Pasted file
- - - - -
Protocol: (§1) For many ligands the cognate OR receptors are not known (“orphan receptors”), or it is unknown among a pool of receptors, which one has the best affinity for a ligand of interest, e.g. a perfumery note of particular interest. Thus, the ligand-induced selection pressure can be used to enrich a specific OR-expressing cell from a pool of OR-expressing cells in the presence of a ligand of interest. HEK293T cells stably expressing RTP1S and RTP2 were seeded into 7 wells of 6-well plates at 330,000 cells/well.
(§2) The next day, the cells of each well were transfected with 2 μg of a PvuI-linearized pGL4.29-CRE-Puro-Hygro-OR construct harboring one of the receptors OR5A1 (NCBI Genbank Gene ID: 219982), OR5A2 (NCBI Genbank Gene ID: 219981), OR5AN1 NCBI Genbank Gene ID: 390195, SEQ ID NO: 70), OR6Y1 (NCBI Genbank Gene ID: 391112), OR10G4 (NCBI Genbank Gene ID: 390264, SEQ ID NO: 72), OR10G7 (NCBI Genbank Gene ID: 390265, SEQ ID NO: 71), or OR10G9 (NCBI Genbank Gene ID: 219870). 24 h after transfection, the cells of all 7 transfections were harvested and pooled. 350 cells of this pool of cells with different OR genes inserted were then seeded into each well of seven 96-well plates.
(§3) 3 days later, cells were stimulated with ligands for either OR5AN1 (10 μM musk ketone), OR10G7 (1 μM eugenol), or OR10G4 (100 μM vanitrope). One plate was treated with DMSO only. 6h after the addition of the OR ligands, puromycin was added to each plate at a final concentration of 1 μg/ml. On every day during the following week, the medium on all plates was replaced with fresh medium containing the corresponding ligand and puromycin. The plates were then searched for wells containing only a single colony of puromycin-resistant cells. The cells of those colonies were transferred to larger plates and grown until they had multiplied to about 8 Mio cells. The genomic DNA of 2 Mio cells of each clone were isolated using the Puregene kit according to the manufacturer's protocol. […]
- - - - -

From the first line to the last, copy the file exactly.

Protocol: (§1) For many ligands the cognate OR receptors are not known (“orphan receptors”), or it is unknown among a pool of receptors, which one has the best affinity for a ligand of interest, e.g. a perfumery note of particular interest. Thus, the ligand-induced selection pressure can be used to enrich a specific OR-expressing cell from a pool of OR-expressing cells in the presence of a ligand of interest. HEK293T cells stably expressing RTP1S and RTP2 were seeded into 7 wells of 6-well plates at 330,000 cells/well.
(§2) The next day, the cells of each well were transfected with 2 μg of a PvuI-linearized pGL4.29-CRE-Puro-Hygro-OR construct harboring one of the receptors OR5A1 (NCBI Genbank Gene ID: 219982), OR5A2 (NCBI Genbank Gene ID: 219981), OR5AN1 NCBI Genbank Gene ID: 390195, SEQ ID NO: 70), OR6Y1 (NCBI Genbank Gene ID: 391112), OR10G4 (NCBI Genbank Gene ID: 390264, SEQ ID NO: 72), OR10G7 (NCBI Genbank Gene ID: 390265, SEQ ID NO: 71), or OR10G9 (NCBI Genbank Gene ID: 219870). 24 h after transfection, the cells of all 7 transfections were harvested and pooled. 350 cells of this pool of cells with different OR genes inserted were then seeded into each well of seven 96-well plates.
(§3) 3 days later, cells were stimulated with ligands for either OR5AN1 (10 μM musk ketone), OR10G7 (1 μM eugenol), or OR10G4 (100 μM vanitrope). One plate was treated with DMSO only. 6h after the addition of the OR ligands, puromycin was added to each plate at a final concentration of 1 μg/ml. On every day during the following week, the medium on all plates was replaced with fresh medium containing the corresponding ligand and puromycin. The plates were then searched for wells containing only a single colony of puromycin-resistant cells. The cells of those colonies were transferred to larger plates and grown until they had multiplied to about 8 Mio cells. The genomic DNA of 2 Mio cells of each clone were isolated using the Puregene kit according to the manufacturer's protocol. […]